The Salesian Province of the Middle East, founded over 100 years ago, is now present in seven countries. On Tuesday, 4 March, the Provincial Abuna Munir El Rai, gave the Goodnight to the Chapter members.
“Of all the Provinces of the Congregation this is one of the most complex,” he said. “There is great diversity of culture and language, history and traditions, a variety of Christian denominations in the Eastern Churches, as well as conflicts between the different countries, the unresolved Palestinian question, and the presence of a Muslim majority.”
The province includes many places that are sacred for the three great monotheistic religions. It has just under 100 Salesians, in thirteen communities in seven countries: Palestine, Israel, Syria, Lebanon, Egypt , Turkey and Iran.
There are oratories, schools, parishes, vocational training centres and local centres of Salesian Cooperators, as in many other provinces, plus the Theological Institute of Ratisbonne. There are also the holy places of Beitgemal with important links to St. Stephen and the venerable Simon Srugi, the winery at Beitgemal and Cremisan, the Art Centre, the International Museum of the Nativity and the bakery in Bethlehem.
The Province of the Middle East coincides with the region that was hit by a wave of protests at the end of 2010 and the beginning of 2011. The rioting and violence shook Arab society in all aspects (social, political, economic, cultural, religious, educational … ).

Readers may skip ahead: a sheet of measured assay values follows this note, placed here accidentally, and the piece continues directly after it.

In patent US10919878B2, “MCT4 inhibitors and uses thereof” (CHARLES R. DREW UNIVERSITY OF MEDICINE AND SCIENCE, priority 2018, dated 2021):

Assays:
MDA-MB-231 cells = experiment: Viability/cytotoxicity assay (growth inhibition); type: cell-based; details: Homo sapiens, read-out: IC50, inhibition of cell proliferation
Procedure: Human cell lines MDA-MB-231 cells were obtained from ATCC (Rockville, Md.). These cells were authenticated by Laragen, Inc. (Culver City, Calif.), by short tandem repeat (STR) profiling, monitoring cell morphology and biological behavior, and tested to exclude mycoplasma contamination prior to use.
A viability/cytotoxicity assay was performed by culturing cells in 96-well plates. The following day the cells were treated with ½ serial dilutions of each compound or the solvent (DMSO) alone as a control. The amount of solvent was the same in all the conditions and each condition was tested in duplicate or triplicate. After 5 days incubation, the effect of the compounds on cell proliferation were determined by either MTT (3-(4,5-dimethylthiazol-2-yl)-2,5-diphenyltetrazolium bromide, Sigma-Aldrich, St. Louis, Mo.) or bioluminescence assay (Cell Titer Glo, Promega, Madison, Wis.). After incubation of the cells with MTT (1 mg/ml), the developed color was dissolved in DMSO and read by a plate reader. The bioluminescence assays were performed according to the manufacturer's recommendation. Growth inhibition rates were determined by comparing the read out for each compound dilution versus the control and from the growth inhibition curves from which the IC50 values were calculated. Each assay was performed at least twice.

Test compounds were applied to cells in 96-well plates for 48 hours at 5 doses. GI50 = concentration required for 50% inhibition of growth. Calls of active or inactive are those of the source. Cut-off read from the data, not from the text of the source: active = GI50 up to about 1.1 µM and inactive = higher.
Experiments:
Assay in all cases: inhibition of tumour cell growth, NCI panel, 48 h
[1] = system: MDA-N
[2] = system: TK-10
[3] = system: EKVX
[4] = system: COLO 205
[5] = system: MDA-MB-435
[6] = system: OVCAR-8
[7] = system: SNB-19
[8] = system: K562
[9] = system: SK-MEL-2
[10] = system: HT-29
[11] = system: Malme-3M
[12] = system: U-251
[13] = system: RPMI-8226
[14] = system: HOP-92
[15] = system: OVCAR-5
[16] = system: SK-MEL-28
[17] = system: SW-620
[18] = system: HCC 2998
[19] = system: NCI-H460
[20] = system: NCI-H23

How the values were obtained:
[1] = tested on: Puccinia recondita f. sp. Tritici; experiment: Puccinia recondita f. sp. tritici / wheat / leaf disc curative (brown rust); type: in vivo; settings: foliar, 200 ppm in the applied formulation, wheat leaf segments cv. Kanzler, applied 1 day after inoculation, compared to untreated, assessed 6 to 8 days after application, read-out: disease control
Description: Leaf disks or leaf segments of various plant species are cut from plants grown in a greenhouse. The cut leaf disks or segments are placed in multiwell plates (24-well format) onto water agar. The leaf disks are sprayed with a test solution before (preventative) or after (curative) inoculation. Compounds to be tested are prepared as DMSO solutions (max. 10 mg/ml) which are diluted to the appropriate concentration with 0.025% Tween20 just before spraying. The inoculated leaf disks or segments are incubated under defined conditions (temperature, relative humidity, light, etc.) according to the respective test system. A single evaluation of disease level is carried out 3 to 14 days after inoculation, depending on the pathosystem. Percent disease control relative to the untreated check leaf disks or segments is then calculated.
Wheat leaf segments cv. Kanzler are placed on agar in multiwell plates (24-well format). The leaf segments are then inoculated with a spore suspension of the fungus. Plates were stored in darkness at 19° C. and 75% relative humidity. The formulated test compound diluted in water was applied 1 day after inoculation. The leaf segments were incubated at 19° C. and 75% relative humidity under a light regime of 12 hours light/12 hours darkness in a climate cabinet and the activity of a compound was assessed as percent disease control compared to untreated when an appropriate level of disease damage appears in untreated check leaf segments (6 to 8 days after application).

This is the context in which the Christian communities and the Salesian communities live. Together they bear witness of communion and fraternity, beyond the differences of culture, age and education. In the Salesian educational communities there is always a welcome for young people and adults belonging to different Christian denominations and the various rites, and there is growing attention to displaced persons and refugees. It is important to highlight their work in building dialogue, especially with Islam, through the educational services they offer to young Christians and Muslims together, whenever possible.
The Salesians and the Christian communities are an authentic minority facing many challenges with courage and sacrifice. The first of these is the challenge of building unity called for by the Catholic Patriarchs: “In the East, either we will be united as Christians or we will not be Christian.” The problem of emigration of Christians is on the increase: statistics show that some Churches (Armenian, Assyrian, Melkite, Maronite, Syrian Orthodox) are more numerous in the diaspora (50-70%) than in their area of origin. Middle Eastern Christians abroad are about 12 million, compared to 15-16 million in the region.
At the same time is also an increase in immigration. There are expatriate workers who come especially from the Indian subcontinent, the Philippines and Ethiopia. Many of them (about two million) are Christians. Despite the difficulties, there are positive signs of stabilization in Egypt. The three Salesian communities there have always been able to keep their schools and oratories open.
In Syria, there is nothing new to report beyond the unrest and violence that is already well known. The situation is very problematic. We do the best we can amid the daily uncertainties.
Instead of talking about the suffering caused by war, it is good to give thanks. “We thank all who help generously to alleviate the suffering of so many Syrians affected by the calamity of this war -benefactors, relatives, friends, charitable organizations and the Salesians.Their help enables us to offer assistance to those who need it. And there are still manyin need,” said the Provincial.
First Published by InfoANS